Housing will no longer cycle like it has over the last 40 years
Dodd-Franks limitations on affordability products ensure housing cycles won’t see raucous rallies and devastating declines.
A time to build up, a time to break down
A time to dance, a time to mourn
A time to cast away stones, a time to gather stones together
The Byrds (and Ecclesiastes 3)
Prior to the 1970s, there was no housing cycle. There were periods where housing did well and periods when housing did poorly, but this was generally in response to larger economic cycles. Starting in the 1970s many jurisdictions began restricting housing type and location, leading to shortages and the first major cycles of boom and bust that weren’t correlated to broader economic events.
Once housing supply was limited by regulation, these shortages would occasionally cause brief price rallies where home values departed from buyers’ incomes. This sparked enthusiasm among ordinary citizens, and they responded by buying more real estate, causing prices to rise even faster. Thus the housing cycle became synonymous with the stages of a financial bubble.
Commercial real estate and even multi-family residential exhibit cyclic behavior mostly due to the delay between when the market provides a signal to developers and when they can actually deliver product. Builders and developers build too late, and they continue beyond the point when the market reaches its capacity to absorb new product. This is a systemic problem due to the long lag times for product delivery and the extreme difficulty of stopping a large project once it starts.
Residential homebuilders generally don’t face these issues because it’s far easier to start and stop housing production. That doesn’t stop homebuilders from foolishly acquiring too much land in anticipation of future gains, but it demonstrates that the housing cycle in residential homes is more a psychological problem than a systemic one.
Response to affordability is the key
In the past, whenever affordability became a problem, lenders “innovated” with toxic loan products that allowed people to buy homes. This natural reaction to a common business problem seemed harmless at the time, but it began the cycle of boom and bust based on financing that typified the first three housing bubbles in California.
It took three cycles and 40 years, but legislators finally grasped the problem. They passed Dodd-Frank, which contains the restrictions of qualified mortgage rules and the ability-to-repay rules. These two rules effectively ban the toxic mortgage products used in the past to make unaffordable house prices temporarily affordable.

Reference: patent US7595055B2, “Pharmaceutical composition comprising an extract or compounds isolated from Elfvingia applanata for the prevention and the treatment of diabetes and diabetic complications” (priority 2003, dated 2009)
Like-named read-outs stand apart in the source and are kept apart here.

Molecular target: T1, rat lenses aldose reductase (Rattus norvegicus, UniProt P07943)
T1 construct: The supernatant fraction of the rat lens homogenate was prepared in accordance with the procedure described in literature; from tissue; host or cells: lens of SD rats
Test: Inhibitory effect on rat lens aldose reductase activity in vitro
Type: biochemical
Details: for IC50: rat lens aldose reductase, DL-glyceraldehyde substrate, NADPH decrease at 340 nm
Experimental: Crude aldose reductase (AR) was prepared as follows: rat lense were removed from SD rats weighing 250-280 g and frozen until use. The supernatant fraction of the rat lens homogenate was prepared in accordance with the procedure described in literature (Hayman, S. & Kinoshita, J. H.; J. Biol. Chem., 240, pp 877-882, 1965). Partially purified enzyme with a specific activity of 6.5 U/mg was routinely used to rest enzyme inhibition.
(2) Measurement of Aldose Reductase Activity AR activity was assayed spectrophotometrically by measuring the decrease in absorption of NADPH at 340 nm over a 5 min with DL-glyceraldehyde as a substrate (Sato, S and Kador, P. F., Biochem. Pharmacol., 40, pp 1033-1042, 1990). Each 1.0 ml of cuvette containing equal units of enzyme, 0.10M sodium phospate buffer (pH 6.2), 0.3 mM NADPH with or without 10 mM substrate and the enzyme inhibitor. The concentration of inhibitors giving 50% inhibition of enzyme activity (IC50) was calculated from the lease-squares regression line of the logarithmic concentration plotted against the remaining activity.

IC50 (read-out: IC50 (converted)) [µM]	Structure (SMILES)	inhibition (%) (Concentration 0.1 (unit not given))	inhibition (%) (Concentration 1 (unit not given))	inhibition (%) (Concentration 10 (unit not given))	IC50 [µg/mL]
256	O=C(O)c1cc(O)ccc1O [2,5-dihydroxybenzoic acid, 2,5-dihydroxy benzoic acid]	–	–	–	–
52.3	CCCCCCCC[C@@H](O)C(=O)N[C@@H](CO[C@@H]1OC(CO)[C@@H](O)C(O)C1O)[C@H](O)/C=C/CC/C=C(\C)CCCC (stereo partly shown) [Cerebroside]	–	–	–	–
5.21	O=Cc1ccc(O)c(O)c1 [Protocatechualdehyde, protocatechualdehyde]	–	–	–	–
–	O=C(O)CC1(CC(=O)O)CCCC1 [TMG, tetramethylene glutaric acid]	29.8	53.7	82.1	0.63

So what happens when prices get too high and toxic mortgage products are unavailable? Home sales volumes decline, and prices stop going up until wages catch up. While some may still consider that a “cycle,” it looks more like a temporary adjustment. We left behind the era of exciting price rallies and epic crashes. Good riddance.
Rick Palacios Jr, September 22, 2016
Where are we in the housing cycle? This, by far, is the question we get asked the most. … To better answer the cycle question, we examined all of these influences across the 20 largest new home volume markets. I break down our findings below.
Phase 1: Cycle Bottom / Early Recovery
Declining to flattish home price and sales trends remain the norm, and investors can still find distressed opportunities. …
Phase 2: Expansion
Capital investment picks up in the Expansion phase, accompanied by rising home values and sales trends. Affordability is good, and construction activity has reached healthy levels. …
Phase 3: Exuberance
Capital has flowed freely for several years now in these markets. Prices and sales volumes have surged, and smart money is now investing more cautiously. … Already we are beginning to see signs that look eerily familiar to prior boom/bust cycles. …
Phase 4: Contraction / Early Downturn
… Construction activity has pulled back, particularly in apartments. Higher price point homes have felt the brunt of the downturn, while lower price points have held up remarkably well. …
Phase 5: Full Downturn / Recession
Capital losses are the norm and are typically unavoidable at this point in the cycle.
One of the reasons housing markets didn’t cycle prior to the 1970s is because homebuilders simply stopped building when affordability became a problem. They waited until the economy picked up and buyers could afford to buy homes again, which seems the proper response.
It wasn’t until lenders “innovated” that the low points in the economic cycle didn’t cause a low point in home construction. Affordability products helped lessen the pain for homebuilders during economic cycles, but these products spawned their own monster that ate builders alive in what became the housing cycle. Affordability products made the booms more euphoric and the bust more devastating, which is why legislators banned them.
The housing cycle may not be truly gone, but it will no longer resemble the manias of the last 40 years. The ebbs and flows of housing will go back to mirroring the economic cycle, and while sales volumes will vary quite a bit, house prices will be much steadier, and that is good for everyone, including homebuilders.